Youth Specialties just had a great team training that had been promoting a tag line, “alone we go fast, togeth¬er we go far.” I believe that is right on, which is why it is so important to have a great team. You can have a fully staffed team and feel like because you have so many people it is going to be great, but the key part of that tag line is together. I was talking to my father-in-law about what makes a great team in ministry, and all his life he has been into rowing. He grew up on a lake and today owns a marina on that same lake. Still competitive at rowing, he mentioned that he could watch a local college team in a 4-person rowing shell out on the lake and that he could still beat them in a single. At first I thought, yeah right, then he continued to explain… “So long as one of the rowers is out of sync.”

That’s all it takes for a rowing team to slow down and begin to lose, one person out of sync.

Again the keyword is together. As a leader in youth ministry it is so important to surround yourself with the right people so that the whole ministry team is going in the same direction, rowing on the same beat, fulfilling the vision and mission that you have set forward in order to bring the gospel and the love of Jesus to those in your community and influence.

On the other end, it might be tempting to just accept that your team is not in sync and try to go fast alone. The problem is that youth ministry is a long distance race and you will eventually run out of energy. It’s always best when you have a strong team that can go far, stay on the same stroke and win in the end.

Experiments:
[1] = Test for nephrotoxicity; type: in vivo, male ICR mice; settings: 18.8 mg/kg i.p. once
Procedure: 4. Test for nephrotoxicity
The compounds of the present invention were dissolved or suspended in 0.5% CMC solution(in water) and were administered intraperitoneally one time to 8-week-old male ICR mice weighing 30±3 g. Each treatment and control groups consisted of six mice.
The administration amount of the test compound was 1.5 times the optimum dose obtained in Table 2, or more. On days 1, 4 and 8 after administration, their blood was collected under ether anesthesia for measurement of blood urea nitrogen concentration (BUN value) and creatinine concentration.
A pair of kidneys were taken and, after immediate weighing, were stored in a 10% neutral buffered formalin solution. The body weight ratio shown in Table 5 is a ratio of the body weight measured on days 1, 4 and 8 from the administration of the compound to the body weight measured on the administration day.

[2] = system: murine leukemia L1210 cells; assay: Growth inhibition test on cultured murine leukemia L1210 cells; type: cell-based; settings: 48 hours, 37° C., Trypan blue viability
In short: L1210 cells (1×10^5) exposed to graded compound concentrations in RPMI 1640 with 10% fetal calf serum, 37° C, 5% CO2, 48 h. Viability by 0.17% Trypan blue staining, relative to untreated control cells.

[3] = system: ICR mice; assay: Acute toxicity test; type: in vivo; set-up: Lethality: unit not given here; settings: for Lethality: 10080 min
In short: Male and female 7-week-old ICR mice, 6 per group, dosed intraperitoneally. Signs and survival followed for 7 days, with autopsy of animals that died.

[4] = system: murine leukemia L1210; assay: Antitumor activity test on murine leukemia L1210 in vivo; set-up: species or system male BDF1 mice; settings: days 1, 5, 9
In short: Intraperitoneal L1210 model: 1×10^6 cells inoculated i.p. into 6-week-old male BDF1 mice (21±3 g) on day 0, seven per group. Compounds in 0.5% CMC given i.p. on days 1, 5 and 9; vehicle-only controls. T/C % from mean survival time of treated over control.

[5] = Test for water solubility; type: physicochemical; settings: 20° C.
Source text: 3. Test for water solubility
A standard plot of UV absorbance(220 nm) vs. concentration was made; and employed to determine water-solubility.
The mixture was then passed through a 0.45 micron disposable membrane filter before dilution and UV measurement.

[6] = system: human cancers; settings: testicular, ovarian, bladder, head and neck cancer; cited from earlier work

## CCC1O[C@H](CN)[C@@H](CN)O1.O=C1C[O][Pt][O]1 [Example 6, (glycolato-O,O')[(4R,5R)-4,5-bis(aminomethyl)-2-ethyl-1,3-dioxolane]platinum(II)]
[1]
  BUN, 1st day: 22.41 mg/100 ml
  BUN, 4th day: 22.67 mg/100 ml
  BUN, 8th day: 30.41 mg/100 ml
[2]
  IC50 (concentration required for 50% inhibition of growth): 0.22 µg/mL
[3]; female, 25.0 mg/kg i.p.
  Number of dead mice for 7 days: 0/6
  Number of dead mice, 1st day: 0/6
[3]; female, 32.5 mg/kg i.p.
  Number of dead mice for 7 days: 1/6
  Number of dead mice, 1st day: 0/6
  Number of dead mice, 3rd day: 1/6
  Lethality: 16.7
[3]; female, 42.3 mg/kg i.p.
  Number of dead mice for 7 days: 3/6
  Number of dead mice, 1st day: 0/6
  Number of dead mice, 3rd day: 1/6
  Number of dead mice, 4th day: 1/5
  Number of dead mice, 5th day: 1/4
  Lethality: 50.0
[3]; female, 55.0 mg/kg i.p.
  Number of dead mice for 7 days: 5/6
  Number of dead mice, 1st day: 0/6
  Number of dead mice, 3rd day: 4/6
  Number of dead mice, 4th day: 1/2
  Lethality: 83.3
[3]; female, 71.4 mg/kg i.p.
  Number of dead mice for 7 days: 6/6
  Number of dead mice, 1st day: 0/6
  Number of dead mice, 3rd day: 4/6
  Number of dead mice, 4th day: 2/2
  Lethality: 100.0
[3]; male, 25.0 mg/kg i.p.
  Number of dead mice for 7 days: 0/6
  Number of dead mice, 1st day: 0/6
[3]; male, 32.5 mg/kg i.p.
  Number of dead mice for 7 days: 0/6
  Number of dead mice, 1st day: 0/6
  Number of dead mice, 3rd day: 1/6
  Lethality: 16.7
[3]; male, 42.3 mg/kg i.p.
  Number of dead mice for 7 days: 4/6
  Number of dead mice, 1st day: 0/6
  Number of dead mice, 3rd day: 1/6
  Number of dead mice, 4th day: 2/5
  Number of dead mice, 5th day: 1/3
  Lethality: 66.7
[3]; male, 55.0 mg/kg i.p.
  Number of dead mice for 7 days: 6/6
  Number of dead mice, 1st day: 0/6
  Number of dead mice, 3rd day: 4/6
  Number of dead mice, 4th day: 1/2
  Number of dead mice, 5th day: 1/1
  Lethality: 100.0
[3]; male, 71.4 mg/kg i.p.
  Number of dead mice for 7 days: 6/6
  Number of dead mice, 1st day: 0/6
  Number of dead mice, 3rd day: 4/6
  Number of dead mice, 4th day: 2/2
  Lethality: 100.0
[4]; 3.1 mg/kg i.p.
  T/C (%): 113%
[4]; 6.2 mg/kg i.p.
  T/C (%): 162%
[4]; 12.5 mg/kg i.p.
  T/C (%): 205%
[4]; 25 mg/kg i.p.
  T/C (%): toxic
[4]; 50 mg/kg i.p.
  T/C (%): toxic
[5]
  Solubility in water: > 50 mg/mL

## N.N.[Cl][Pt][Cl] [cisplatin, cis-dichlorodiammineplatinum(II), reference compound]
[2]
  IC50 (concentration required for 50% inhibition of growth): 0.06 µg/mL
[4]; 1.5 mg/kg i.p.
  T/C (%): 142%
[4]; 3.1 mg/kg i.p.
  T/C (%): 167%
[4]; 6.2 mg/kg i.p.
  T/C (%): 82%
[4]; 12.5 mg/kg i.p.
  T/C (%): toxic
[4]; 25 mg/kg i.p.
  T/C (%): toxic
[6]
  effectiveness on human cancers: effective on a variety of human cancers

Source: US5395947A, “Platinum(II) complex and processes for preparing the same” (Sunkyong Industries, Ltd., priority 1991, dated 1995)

Some things to look for in a good team:

First and foremost – a leader at the helm who is first at all he/she asks of the team.

1. A team that is trying to be spiritually healthy first.
2. A team that is full of people that believe in the same vision and that are going in the same direction.
3. Team members that are positive. For too long I was negative about many things in life, this does not help a team. Constructive criticism in the right context is needed, but there should be no room for negativity.
4. Team members that are willing to stack hands at the end of the day. There will always be competing ideas, but at the end of the day – are you willing to set aside that your idea didn’t get chosen and move forward with the strength of the team?

Which of these 4 have you found working well in your ministry? Where is your team struggling? What changes, as a leader, can be made to help inspire others?

Kevin Klas has been in youth ministry for 10 years. He is currently the director of student ministries at Lake City Community Church in Lakewood, WA.